Session preview: ethics and patient rights at the start of life

Session 04P1, Today, Sunday 5 June, 1515-1615H, Space 1

There are few areas of medicine more emotionally charged than those on ethics and patient rights at the start of life. As part of a 3-part session on Sunday, Assistant Professor Caitlin Dooley Sutton of Baylor College of Medicine, Houston, Texas, USA will give her talk ‘Maternal versus foetal rights in early pregnancy: caesarean section for imminent foetal demise against maternal wishes’.

Her talk will be given in the context of maternal refusal of Caesarean delivery, and she explains: “We think about the ethics of these cases in terms of beneficence (what choice leads to the greater balance of goods with regards to the health-related interests of the patients) and autonomy (respect for the patient’s values, beliefs, and decisions). One nuance that can be tricky is that beneficence is generally restricted to health-related outcomes because it is based on medical evidence, not the subjective outlook of a particular doctor, whereas autonomy can include interests outside health, like religion or preferences on how/whether/when to have children.”

Q: Caitlin, welcome to Euroanaesthesia 2022 in Milan. When you talk about the influence of current professional, legal, and cultural norms/standards, could you explain a little what those norms are – is there a certain way of dealing with these difficult situations? 

A: Thank you! From a professional standards perspective, ACOG, RCOG, AMA, and AAP all recommend against court-ordered interventions. Laws vary from country to country and state to state, but most legal systems do not require a person to save another person’s life, especially if doing so would put them at risk – we wouldn’t seek a court order to force a father to donate his kidney or bone marrow to his child, for example. However, performing surgery on a patient without informed consent does violate established legal standards in most cases.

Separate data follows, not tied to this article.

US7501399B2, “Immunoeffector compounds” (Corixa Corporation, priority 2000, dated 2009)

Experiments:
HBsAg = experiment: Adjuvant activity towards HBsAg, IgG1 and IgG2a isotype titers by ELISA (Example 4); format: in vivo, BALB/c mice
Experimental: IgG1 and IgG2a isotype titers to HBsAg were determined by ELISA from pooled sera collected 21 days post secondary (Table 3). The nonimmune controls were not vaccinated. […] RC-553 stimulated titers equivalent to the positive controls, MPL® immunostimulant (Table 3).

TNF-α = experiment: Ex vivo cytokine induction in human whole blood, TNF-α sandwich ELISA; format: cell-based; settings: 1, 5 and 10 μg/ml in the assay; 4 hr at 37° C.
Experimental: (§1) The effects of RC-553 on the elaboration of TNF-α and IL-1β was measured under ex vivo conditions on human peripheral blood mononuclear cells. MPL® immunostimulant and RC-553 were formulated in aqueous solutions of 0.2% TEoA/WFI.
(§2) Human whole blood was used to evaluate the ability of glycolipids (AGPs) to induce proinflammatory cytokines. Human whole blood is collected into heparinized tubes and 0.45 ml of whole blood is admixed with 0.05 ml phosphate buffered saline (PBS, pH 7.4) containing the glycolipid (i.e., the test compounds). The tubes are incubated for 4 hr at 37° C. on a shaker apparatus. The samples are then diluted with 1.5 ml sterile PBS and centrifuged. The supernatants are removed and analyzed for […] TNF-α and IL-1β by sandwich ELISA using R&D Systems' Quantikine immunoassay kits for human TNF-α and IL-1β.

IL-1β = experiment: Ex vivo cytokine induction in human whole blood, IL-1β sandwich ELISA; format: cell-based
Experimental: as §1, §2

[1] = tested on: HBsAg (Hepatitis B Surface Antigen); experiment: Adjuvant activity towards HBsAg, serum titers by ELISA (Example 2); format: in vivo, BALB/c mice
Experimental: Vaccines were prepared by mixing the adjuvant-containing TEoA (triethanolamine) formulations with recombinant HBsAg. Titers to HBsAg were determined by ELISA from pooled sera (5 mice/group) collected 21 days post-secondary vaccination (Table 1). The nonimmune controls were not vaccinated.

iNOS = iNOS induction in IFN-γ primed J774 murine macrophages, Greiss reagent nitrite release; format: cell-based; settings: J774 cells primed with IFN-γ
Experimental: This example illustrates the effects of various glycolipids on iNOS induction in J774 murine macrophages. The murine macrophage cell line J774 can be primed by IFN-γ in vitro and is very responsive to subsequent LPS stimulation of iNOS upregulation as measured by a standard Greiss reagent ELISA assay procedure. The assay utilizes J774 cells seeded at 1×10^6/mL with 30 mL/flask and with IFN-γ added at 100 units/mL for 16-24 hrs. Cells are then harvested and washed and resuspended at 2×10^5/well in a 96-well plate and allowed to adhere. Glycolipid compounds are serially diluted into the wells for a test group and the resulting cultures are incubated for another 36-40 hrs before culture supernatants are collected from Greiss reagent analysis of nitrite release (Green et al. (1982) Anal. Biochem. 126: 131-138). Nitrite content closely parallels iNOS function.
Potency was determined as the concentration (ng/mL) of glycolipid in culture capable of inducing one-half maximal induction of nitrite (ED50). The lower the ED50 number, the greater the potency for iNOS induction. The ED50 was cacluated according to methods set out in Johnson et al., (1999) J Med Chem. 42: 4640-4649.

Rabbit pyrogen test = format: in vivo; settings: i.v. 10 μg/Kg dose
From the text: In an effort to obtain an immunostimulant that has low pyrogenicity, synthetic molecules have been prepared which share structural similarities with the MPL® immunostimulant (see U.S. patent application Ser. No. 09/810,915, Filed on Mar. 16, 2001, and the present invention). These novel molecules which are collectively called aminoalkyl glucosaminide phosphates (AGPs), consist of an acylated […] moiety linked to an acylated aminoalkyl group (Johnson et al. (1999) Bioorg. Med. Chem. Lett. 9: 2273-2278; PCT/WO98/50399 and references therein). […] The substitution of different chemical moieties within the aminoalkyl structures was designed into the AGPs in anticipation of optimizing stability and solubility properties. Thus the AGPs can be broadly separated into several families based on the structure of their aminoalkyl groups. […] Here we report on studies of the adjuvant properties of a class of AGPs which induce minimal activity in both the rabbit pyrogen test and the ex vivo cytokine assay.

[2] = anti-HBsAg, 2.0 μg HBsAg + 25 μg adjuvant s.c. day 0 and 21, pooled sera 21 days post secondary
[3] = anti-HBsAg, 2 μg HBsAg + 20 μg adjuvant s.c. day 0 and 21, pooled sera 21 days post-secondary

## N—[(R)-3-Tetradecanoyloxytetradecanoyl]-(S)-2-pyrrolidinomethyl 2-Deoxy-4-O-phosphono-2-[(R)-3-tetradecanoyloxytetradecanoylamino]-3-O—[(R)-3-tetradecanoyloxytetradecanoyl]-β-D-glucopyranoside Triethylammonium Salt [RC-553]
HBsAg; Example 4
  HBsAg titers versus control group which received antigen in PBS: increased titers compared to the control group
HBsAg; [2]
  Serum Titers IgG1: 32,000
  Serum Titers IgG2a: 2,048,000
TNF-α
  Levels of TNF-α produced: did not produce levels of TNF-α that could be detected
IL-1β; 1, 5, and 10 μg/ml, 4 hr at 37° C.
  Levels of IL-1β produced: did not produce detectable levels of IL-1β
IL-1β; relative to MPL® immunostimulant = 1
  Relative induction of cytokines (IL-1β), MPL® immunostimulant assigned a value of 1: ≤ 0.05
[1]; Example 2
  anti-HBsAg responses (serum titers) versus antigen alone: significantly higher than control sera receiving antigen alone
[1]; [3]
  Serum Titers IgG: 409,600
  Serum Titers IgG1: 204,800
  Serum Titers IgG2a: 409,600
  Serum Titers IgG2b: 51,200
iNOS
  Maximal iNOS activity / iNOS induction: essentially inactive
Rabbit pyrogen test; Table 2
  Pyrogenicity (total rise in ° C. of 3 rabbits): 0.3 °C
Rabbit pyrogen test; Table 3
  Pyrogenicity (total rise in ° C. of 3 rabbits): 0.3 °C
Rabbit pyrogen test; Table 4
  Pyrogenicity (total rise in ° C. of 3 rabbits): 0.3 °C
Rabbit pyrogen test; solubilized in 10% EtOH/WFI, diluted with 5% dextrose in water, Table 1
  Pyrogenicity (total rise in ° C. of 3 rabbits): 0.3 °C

Q: The conflicts that can arise when these obligations support different courses of action – would an example be an imminent danger to the mother from the fetus, including the situation you describe of the imminent demise of the fetus with no hope of recovery?

A: Almost always, what is good for the mom is good for the baby — these conflicts come up when that’s not the case. It’s rare, but it does happen. It can be helpful to think about these conflicts in terms of when an intervention would help the mom but not the baby, or vice versa. For example, imagine a mom has terminal cancer and needs chemo/radiation, but that would harm the baby. Another case might be where the mom comes into the hospital and the baby isn’t doing well, but the mom has a medical condition that makes emergency surgery dangerous for her. The thing that makes these situations even more complex is that we can make educated, evidence-based predictions about what might happen to our patients, but they’re never 100% certain. So there have been cases where doctors appropriately quote a very high risk of death for the mom or baby, but the mom still declines the surgery, and she and the baby both do well. The uncertainty that exists makes this so much harder.

Q: What are some of the factors that can influence the patient’s decision on their treatment? Would one be the chances of survival of the fetus if the pregnancy continues? Their own risk of death? Partner/ family considerations?